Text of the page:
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Ceremony recognizes Special Forces soldiers

Updated May 30, 2013 - 6:48 am

Flags fluttered, hundreds of motorcycle engines rumbled and people rose to their feet as the presentation of the colors commenced, kicking off this year’s Memorial Day ceremony at Southern Nevada Veterans Memorial Cemetery in Boulder City.

Organized mainly by Special Forces Association Chapter 51, Sunday morning’s program included memorial wreath presentations and prayers by Green Beret and motorcyclist representatives.

A memorial to those killed in action was made, which gave a count of the number of Special Forces soldiers who have lost their lives since 1960. The count since last Memorial Day was 12, Chapter President Al Hendley noted in his speech.

Three generations of Green Berets were represented at the ceremony: retired Lt. Col. Hendley from the Vietnam War, retired Col. Sully de Fontaine from World War II and an active-duty Green Beret, who asked to not be identified.

Hundreds of members of local motorcycle clubs took part in the motorcycle procession, which began on the Arizona side of Hoover Dam.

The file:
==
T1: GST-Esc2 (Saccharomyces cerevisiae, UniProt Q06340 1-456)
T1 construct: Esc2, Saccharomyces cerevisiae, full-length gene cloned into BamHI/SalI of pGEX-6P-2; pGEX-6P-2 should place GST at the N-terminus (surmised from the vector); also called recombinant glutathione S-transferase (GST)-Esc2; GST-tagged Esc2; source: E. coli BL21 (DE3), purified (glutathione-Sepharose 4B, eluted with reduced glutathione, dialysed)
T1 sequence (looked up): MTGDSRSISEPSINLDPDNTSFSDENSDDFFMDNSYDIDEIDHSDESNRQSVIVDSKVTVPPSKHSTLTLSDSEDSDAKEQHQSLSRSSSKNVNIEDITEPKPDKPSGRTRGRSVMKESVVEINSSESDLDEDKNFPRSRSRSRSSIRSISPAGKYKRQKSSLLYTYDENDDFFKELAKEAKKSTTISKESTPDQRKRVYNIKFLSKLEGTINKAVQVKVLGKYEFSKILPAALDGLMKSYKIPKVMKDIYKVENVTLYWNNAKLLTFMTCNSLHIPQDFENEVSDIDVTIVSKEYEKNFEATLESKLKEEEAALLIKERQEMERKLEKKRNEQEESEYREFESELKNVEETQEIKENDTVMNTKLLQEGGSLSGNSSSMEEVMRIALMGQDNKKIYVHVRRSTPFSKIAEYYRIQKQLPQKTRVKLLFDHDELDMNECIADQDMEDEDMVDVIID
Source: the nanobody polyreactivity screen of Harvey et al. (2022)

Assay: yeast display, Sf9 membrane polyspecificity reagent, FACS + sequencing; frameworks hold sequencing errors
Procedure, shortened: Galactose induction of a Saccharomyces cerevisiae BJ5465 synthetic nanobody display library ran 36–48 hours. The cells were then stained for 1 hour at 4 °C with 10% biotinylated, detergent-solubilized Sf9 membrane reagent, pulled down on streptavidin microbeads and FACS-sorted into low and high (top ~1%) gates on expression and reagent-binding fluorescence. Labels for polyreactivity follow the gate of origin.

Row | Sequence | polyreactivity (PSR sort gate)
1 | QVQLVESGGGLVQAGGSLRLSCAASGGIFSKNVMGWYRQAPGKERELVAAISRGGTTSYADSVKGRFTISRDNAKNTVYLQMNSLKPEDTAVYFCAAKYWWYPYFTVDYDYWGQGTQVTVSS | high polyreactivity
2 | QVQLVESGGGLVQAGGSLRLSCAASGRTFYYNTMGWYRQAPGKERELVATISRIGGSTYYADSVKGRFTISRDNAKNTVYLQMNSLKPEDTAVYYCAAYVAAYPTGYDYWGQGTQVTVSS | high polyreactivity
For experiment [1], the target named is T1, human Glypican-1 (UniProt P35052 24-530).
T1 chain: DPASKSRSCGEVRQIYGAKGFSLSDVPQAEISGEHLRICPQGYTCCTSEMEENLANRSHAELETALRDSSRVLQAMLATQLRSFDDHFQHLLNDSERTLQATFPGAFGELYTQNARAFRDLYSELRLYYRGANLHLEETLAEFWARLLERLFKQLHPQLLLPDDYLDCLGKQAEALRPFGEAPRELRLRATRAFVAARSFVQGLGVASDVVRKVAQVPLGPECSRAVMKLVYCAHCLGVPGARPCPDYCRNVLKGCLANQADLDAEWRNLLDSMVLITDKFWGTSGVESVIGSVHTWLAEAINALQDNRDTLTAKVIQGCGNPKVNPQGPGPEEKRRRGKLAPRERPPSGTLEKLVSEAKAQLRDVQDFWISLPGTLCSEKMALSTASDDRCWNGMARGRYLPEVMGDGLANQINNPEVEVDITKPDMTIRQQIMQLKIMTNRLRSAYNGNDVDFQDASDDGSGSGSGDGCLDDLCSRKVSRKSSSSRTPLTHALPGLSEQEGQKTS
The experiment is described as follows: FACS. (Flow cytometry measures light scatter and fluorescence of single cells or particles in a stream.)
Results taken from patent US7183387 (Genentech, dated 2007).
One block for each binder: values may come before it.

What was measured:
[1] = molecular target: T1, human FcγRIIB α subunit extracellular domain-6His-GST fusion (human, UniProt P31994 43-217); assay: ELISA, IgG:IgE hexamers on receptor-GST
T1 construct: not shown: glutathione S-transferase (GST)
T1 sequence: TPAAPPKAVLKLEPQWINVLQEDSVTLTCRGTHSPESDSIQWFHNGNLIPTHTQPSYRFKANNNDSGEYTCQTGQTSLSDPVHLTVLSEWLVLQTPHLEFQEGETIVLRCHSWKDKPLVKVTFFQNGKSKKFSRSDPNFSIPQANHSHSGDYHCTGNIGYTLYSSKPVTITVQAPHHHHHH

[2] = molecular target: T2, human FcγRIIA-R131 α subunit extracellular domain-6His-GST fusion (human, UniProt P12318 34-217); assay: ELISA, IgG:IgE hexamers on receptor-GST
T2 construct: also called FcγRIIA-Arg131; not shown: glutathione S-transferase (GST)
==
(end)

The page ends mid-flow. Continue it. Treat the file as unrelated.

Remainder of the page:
Rider Kathryn Cooper said she was proud to be part of it. She was there to honor her father, who is buried at the Veterans Memorial Cemetery. Flags were attached to motorcycles and people were standing on the sides of the highway waving, she said.

The annual Memorial Day service is only a small part of what Chapter 51 does to support active-duty soldiers and veterans. It provides financial support to wounded soldiers and holds activities throughout the year for soldiers, such as picnics, holiday get-togethers and group breakfasts, Hendley said.

The SFA Chapter 51 Ladies Auxiliary helps encourage active-duty soldiers by sending quilts and casino-donated items such as playing cards to Iraq and Afghanistan. They have also sent school supplies to an all-girls school in Kabul, Afghanistan.

Chapter representative Bill Anton said he was proud of Sunday’s event.

“It’s all harmonious because we’re all celebrating Memorial Day and those who have passed on,” he said. “We have a common goal in that.”

Shane Patton, a U.S. Navy SEAL who graduated from Boulder City High in 2000 and was killed in Afghanistan five years later, is buried at the cemetery.

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